Cast­ing a spell

The big win­ners at this year’s Crit­ics’ Awards for Theatre in Scot­land look likely to be Orla O’lough­lin and the Tra­verse Theatre – and in par­tic­u­lar the Fringe hit Ul­ster Amer­cian

The Scotsman - - ARTS THEATRE - Joycem­cmil­lan @ joycemcm

When Scot­land’s theatre crit­ics gath­ered at the Fes­ti­val Theatre last week­end to ham­mer out the short­lists for this year Crit­ics’ Awards for Theatre in Scot­land ( CATS) – ten short­lists of four, over cat­e­gories rang­ing from Best Mu­sic and Sound to Best Show of The Year – dis­cus­sion raged as fiercely as ever. There were al­most 160 pro­fes­sional shows made in Scot­land over the past year on the long list of eli­gi­ble pro­duc­tions, and the num­ber of ac­tors, writ­ers, di­rec­tors, de­sign­ers, mu­sic- mak­ers and tech­ni­cal staff in­volved must have been close to a thou­sand. Some shows that had at­tracted pos­i­tive re­views sud­denly failed to arouse that ex­tra surge of en­thu­si­asm needed to pro­pel them onto short­lists, while oth­ers that only a few crit­ics had seen proved so mem­o­rable and pow­er­ful, in dis­cus­sion, that they shot through the ranks to claim well- de­served recog­ni­tion.

Th­ese short­lists can never be de­fin­i­tive, of course; it’s al­ways been the hope of the CATS crit­ics, since the CATS be­gan in 2003, that their ex­is­tence would in­spire oth­ers to set up their own awards for theatre in Scot­land, us­ing a range of dif­fer­ent judg­ing meth­ods. None­the­less, by the end of the day, a craggy and de­bat­able out­line of the year in Scot­tish theatre had emerged; and its most strik­ing fea­ture is the huge achieve­ment of the Tra­verse Theatre, in Orla O’lough­lin’s fi­nal year as artis­tic di­rec­tor, in win­ning an out­stand­ing ten nom­i­na­tions across six cat­e­gories.

There are four nom­i­na­tions for the Tra­verse’s Ed­in­burgh Fringe

2018 smash- hit Ul­ster Amer­i­can, recog­nis­ing the play­wright David Ireland, ac­tors Lu­cianne Mcevoy and Dar­rell D’silva, and the whole show as one of the best of the year; Cora Bis­sett’s au­to­bi­o­graph­i­cal show What Girls Are Made Of – an­other huge Fes­ti­val hit, di­rected by O’lough­lin and co- pro­duced by Raw Ma­te­rial and Reg­u­lar Mu­sic – won three nom­i­na­tions. And the Tra­verse also won recog­ni­tion across three cat­e­gories for O’lough­lin’s su­perb De­cem­ber pro­duc­tion of Mouth­piece, Kieran Hur­ley’s play about class, theatre, and who gets to tell whose story, which has just fin­ished an ac­claimed run at the Soho Theatre in Lon­don.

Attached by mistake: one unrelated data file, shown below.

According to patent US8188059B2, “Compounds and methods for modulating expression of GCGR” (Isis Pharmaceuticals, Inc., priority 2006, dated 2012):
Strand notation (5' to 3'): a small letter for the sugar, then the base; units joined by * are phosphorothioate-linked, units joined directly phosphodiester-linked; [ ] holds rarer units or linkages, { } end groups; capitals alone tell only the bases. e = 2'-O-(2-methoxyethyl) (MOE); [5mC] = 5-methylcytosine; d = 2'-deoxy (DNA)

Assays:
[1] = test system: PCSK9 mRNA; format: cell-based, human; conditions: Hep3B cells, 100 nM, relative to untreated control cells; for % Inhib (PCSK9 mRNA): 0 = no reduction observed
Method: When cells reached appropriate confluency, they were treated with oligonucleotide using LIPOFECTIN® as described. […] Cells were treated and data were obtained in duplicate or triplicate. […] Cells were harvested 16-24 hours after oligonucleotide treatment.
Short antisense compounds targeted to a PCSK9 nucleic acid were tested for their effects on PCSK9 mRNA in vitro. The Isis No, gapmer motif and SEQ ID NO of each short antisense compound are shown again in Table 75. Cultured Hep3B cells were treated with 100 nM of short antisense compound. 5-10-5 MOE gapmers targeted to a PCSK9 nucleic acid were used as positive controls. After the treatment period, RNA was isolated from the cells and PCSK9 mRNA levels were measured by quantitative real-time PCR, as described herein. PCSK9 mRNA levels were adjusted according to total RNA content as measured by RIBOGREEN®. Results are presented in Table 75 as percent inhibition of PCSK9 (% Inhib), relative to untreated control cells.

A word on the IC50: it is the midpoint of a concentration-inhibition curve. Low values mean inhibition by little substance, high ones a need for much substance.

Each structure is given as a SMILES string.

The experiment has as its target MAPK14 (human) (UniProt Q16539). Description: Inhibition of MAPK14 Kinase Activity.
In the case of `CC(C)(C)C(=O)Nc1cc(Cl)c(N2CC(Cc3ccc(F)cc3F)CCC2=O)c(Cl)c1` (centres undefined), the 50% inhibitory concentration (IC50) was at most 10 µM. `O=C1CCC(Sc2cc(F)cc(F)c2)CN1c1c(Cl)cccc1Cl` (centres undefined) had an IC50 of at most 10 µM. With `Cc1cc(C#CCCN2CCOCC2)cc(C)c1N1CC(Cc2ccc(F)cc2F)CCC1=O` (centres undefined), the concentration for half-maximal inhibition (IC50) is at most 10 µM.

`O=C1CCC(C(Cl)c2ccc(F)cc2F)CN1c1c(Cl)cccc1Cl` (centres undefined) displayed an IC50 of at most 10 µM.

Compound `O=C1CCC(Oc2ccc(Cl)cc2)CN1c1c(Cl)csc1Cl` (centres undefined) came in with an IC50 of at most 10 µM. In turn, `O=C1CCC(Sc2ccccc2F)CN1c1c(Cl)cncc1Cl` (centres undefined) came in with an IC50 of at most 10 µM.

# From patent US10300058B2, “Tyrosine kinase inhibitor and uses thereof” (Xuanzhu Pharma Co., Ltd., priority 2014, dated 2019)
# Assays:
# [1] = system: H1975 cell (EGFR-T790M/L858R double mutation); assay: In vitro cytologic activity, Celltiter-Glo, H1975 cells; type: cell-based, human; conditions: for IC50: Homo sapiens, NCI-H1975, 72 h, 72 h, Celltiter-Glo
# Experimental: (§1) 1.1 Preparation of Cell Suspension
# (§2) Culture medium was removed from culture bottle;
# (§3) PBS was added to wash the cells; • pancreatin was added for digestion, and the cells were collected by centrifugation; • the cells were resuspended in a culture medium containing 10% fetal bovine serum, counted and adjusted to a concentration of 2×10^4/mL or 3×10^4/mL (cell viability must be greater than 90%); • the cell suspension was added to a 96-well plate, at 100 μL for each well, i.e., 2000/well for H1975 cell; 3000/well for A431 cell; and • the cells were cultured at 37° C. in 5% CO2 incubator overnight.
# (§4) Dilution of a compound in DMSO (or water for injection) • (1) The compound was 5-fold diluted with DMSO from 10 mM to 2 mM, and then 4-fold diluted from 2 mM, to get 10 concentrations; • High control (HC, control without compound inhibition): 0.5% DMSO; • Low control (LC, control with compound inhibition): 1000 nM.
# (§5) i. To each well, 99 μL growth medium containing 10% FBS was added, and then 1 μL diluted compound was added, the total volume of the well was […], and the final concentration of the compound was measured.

No sin­gle Tra­verse show, though, has won as many nom­i­na­tions as My Left Right Foot, the cheeky and bril­liant mu­si­cal com­edy about dis­abil­ity, am­a­teur theatre and po­lit­i­cally cor­rect at­ti­tudes pre­miered at Assem­bly Roxy dur­ing last year’s Ed­in­burgh Fringe, and staged by Birds Of Par­adise, Scot­land’s main com­pany work­ing with dis­abled artists, and the Na­tional Theatre of Scot­land. Just 15 months ago the fu­ture of Birds of Par­adise was in doubt, af­ter it fell vic­tim to Cre­ative Scot­land’s con­tro­ver­sial 2018 fund­ing round. Within weeks, though, the fund­ing de­ci­sion was re­versed; and now this lat­est show – cur­rently on tour to Ja­pan, Brighton, and Dundee – has won six CATS nom­i­na­tions, rang­ing from Best New Play to Best Ensem­ble. The Tron Theatre’s au­tumn pro­duc­tion of Enda Welsh’s sur­real Ir­ish mas­ter­piece